Scrambler all the things!
Over 50 years ago, scramblers were street bikes-turned apt off-roaders at a time when sport naked models reigned on the market and adventure models weren’t on the map just yet. The builds were usually home-made and included such modifications as off-road ready suspension settings, braced handlebar, cozier saddle, and, of course, knobby tires. We could say that in 2019, the real descendants of the original scramblers are ADV: street-friendly bikes that can also handle dust and gravel. While some manufacturers have been hard at work to introduce actual scrambler-inspired models to the market, few boast the capacities of ADVs. So it begs the question: what would happen if you combined the scrambler aesthetic with the capability of a modern-day adventurer? Wonder no more: a Swiss Honda dealer answered the question.
Truthfully, what we’re looking at is a heavily modified CB1000R, Honda’s brand-new sport naked flagship. The custom model has been dubbed the Africa Four CRF1000R by Switzerland-based dealer Honda Brivamo. It borrows parts from a few different Honda bikes for a truly frankenbuild.
The frame, gas tank, and engine have been carried over from the CB’s with the 998c inline-four mill at the core and its striking four-in-one exhaust system, ending on a short carbon fiber muffler. In true scrambler fashion, the tip has been elevated and now exits at the tail of the subframe. The front fork comes from Honda’s top-of-the-line enduro model, the CRF450R and has been adapted to the CB’s frame.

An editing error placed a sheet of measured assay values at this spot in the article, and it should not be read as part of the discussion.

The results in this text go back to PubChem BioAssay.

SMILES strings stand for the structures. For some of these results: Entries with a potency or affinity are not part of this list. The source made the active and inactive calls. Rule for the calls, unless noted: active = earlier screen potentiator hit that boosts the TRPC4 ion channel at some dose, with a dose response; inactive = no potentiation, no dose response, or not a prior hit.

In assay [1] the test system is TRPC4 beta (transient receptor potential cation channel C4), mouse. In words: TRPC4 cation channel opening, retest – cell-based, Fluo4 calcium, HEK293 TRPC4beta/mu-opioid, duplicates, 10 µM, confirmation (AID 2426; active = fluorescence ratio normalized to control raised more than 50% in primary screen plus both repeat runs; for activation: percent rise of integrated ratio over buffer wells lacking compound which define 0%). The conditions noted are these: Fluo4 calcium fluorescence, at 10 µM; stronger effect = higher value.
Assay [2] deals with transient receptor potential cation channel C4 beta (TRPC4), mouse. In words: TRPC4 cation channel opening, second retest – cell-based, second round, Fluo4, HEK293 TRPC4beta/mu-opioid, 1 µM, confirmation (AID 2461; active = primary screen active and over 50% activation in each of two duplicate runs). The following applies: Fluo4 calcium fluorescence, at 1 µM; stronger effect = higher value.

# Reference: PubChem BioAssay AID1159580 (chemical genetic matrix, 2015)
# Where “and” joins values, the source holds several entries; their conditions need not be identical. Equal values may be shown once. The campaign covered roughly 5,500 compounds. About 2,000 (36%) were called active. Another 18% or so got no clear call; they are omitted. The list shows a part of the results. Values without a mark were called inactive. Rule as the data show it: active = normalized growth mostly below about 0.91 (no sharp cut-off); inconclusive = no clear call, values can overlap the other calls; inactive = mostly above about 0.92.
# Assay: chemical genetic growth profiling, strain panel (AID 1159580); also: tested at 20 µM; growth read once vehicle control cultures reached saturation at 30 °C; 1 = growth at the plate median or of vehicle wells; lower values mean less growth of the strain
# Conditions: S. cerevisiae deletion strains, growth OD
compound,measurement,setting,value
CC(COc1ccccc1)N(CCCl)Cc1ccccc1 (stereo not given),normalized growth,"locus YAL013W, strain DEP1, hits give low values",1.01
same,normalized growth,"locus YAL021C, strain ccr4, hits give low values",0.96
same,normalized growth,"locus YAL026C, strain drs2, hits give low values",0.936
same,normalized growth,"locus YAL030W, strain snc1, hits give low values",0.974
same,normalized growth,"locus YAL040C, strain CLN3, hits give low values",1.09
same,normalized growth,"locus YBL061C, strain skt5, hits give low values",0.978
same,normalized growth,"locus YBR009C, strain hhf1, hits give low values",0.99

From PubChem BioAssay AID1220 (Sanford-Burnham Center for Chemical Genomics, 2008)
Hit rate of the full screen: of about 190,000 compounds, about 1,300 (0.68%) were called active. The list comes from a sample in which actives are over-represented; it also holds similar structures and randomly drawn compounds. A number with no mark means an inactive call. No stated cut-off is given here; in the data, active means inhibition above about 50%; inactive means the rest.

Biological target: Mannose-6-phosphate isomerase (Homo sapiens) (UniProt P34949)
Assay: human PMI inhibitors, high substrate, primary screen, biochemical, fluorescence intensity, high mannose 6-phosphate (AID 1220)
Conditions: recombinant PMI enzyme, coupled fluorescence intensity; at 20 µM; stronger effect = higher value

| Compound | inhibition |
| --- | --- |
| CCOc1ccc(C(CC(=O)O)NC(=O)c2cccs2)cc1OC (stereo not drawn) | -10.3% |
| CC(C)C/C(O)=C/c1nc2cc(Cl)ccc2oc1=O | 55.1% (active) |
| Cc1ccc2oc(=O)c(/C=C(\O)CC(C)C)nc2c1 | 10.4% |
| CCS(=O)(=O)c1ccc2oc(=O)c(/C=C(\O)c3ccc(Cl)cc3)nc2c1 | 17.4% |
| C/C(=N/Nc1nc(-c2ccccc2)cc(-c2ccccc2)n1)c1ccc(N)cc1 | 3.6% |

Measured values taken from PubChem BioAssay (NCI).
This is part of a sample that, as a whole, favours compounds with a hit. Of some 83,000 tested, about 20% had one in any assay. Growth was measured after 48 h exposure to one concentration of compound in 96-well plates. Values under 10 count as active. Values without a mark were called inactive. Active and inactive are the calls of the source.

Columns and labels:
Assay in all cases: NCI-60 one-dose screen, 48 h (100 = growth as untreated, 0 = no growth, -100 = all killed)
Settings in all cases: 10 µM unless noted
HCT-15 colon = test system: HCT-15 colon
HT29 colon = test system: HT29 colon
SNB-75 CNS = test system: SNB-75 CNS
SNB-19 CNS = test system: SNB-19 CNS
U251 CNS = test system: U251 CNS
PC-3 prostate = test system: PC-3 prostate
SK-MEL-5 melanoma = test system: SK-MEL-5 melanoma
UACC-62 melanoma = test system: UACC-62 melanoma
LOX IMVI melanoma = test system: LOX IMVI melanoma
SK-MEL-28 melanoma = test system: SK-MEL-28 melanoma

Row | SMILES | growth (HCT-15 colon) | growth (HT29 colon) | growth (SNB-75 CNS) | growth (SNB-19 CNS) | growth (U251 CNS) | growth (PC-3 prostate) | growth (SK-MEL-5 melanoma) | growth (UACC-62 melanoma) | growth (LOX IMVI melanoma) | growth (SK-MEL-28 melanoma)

The Africa Four also receives a new handlebar fitted with handguards, an engine protection bar, toothed footpegs, new y-spoke wheels, and a high-set mudguard at the front. Look-wise, with its red, blue, and white livery, the design is definitely meant to emulate the Africa Twin, though according to the description, no parts have been borrowed from Honda’s famed ADV.
While the look is polarizing—I don’t know for you but here at RideApart, we haven’t figured out whether we like it or not—you can’t help but feel that should scramblers had followed an uninterrupted evolution, this is most likely what they would look like today. What are your thoughts?